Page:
In the study of receptor optics, the current era originates with the discovery of retinal directional sensitivity by Stiles and Crawford in 1933. In recent years the essential complexities of receptor-optical properties have been revealed.
These properties give rise to directional sensitivity, hue, saturation, and resolution changes. They have been employed to separate photopic from scotopic functions, and to indicate the status of receptor-orientation properties. In some patients exhibiting amblyopia or retinal pathology, characteristic disturbances in receptor directional sensitivity have been noted. It is now possible to induce changes in human receptor orientation.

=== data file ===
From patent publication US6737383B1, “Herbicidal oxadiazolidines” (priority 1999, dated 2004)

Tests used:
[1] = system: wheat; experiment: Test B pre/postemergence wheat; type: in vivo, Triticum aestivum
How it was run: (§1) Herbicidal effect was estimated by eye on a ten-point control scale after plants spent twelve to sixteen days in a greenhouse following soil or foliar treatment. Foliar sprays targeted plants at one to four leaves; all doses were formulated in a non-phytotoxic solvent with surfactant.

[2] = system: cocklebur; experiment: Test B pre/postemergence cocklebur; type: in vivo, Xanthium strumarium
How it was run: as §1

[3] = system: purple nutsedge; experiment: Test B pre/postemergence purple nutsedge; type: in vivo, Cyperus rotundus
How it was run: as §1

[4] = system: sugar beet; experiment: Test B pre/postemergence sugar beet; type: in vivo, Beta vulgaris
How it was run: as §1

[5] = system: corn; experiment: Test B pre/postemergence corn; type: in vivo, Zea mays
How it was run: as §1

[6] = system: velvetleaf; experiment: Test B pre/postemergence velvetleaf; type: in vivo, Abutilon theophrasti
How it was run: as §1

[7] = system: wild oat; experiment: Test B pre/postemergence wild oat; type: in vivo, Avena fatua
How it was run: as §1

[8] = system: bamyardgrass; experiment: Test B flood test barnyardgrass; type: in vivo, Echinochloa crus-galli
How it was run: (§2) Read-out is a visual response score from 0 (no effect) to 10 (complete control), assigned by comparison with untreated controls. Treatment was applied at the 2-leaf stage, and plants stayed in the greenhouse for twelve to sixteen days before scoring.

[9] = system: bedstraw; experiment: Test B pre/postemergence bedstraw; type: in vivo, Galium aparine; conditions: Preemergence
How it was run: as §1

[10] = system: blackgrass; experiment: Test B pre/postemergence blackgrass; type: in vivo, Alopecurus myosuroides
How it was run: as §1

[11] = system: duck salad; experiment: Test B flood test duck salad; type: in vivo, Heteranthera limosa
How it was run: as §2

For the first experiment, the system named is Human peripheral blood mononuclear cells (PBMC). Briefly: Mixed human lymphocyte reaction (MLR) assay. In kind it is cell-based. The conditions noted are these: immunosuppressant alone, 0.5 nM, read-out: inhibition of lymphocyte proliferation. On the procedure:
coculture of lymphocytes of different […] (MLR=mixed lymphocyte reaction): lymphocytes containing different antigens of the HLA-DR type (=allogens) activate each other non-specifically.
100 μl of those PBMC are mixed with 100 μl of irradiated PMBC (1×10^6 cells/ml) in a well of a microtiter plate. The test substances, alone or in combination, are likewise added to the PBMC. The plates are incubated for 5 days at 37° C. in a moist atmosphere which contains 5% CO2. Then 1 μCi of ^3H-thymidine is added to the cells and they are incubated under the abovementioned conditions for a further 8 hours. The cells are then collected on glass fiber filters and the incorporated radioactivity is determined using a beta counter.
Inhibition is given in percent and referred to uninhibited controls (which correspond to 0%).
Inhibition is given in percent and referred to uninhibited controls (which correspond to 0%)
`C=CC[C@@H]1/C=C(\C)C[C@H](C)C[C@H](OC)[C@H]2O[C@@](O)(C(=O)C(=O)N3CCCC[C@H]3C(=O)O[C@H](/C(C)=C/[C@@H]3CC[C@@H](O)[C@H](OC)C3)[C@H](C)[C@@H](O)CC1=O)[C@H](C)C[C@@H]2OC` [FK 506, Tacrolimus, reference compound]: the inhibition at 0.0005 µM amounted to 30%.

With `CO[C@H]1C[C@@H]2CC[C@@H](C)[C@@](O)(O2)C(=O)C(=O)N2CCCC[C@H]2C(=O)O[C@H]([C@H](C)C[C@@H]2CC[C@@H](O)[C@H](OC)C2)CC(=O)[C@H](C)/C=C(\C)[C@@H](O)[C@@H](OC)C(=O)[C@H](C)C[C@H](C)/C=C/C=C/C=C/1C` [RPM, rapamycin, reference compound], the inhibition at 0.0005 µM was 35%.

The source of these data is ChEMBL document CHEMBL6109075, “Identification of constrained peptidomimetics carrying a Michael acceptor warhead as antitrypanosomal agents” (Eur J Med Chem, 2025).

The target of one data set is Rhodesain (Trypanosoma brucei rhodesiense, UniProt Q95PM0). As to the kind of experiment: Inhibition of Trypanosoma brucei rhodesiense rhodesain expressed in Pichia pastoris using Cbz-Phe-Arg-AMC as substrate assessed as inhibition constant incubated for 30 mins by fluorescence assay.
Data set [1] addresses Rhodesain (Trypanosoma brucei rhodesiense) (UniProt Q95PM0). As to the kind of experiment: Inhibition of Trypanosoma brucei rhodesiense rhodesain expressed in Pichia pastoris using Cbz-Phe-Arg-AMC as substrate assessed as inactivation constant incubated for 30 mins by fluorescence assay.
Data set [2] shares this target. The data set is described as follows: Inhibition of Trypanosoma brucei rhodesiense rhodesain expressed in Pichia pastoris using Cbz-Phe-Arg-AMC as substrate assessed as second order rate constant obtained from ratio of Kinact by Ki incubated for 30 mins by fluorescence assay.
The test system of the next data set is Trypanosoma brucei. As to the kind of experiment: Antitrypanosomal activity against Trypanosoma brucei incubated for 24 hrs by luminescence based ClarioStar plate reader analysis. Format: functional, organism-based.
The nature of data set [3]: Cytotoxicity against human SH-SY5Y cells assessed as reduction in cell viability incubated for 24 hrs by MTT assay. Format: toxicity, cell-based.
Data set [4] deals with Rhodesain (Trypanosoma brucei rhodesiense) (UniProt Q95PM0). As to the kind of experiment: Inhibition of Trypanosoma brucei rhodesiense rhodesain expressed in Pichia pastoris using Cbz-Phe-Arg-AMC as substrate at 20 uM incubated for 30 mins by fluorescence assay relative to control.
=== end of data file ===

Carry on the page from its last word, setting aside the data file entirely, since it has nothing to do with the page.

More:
Retinal receptors, mitochondria in receptor ellipsoids, and the lamellae and the photosensitive pigment in each lamella of receptor outer segments are orientated. Taper of ellipsoids in retinal cones allows more efficient energy transfer and probably plays an important role in receptor directionality. The configurations, diameters, and indexes of the receptors give rise to the waveguide modal-pattern form of energy transfer. This results in nonuniform distributions of energy in and about receptor outer segments. These distributions and their transmissivity vary within single, and between different retinal receptors as a function of wavelength, and angle of incidence of light. The roles played by these phenomena in vision (particularly the wavelength separation mechanism) require evaluation.
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